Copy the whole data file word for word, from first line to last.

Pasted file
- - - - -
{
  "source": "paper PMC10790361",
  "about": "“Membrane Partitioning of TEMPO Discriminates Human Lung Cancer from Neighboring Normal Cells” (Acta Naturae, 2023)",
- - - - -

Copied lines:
{
  "source": "paper PMC10790361",
  "about": "“Membrane Partitioning of TEMPO Discriminates Human Lung Cancer from Neighboring Normal Cells” (Acta Naturae, 2023)",